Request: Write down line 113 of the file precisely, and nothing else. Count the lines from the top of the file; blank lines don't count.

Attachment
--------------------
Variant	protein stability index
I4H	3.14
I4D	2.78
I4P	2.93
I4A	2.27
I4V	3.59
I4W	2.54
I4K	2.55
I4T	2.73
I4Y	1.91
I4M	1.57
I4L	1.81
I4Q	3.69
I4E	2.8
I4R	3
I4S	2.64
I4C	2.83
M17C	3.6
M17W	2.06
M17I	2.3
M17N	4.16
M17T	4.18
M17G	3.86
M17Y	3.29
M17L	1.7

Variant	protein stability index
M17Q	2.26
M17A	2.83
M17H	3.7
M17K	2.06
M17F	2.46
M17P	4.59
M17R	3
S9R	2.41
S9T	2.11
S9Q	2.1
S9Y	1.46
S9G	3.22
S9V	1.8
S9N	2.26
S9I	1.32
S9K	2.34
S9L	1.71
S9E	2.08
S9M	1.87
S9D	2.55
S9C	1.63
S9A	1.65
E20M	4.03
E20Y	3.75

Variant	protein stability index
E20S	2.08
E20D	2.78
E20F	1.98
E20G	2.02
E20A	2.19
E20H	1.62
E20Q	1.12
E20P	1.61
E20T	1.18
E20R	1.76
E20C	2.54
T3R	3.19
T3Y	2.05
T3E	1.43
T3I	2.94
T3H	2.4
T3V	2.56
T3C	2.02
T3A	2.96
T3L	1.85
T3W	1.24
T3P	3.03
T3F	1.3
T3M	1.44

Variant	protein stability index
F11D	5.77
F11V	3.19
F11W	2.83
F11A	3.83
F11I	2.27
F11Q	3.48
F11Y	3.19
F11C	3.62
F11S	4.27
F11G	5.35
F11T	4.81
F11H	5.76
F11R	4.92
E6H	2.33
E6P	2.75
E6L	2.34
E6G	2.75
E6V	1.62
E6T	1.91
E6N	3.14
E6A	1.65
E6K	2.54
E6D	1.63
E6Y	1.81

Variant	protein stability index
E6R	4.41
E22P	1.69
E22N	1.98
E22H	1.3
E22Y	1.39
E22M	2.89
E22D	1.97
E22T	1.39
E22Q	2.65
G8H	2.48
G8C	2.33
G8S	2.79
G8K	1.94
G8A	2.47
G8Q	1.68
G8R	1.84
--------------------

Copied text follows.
G8S	2.79